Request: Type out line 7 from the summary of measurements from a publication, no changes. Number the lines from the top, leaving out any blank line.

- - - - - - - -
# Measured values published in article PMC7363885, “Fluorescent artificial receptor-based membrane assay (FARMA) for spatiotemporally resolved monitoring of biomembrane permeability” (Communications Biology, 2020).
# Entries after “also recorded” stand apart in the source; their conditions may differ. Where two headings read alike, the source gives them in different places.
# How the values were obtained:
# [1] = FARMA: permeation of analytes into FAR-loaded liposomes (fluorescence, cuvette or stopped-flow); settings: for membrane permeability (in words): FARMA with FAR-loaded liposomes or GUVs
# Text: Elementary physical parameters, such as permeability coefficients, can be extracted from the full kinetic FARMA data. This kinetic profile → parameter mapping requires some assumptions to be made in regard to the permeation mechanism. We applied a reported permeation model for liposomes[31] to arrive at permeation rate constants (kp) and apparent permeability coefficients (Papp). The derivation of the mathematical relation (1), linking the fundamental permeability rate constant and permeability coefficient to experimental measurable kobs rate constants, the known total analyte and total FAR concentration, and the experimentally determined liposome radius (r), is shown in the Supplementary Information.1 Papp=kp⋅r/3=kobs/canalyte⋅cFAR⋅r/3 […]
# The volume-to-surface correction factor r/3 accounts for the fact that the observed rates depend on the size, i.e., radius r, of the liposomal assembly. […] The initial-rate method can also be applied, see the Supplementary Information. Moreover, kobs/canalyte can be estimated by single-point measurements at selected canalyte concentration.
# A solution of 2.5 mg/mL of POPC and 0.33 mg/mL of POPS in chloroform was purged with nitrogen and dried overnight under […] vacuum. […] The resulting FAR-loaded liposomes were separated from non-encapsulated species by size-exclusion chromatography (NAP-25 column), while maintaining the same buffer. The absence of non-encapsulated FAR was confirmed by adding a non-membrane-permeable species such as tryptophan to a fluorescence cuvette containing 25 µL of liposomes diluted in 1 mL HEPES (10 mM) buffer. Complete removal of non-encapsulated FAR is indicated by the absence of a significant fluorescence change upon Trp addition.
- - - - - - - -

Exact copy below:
# A solution of 2.5 mg/mL of POPC and 0.33 mg/mL of POPS in chloroform was purged with nitrogen and dried overnight under […] vacuum. […] The resulting FAR-loaded liposomes were separated from non-encapsulated species by size-exclusion chromatography (NAP-25 column), while maintaining the same buffer. The absence of non-encapsulated FAR was confirmed by adding a non-membrane-permeable species such as tryptophan to a fluorescence cuvette containing 25 µL of liposomes diluted in 1 mL HEPES (10 mM) buffer. Complete removal of non-encapsulated FAR is indicated by the absence of a significant fluorescence change upon Trp addition.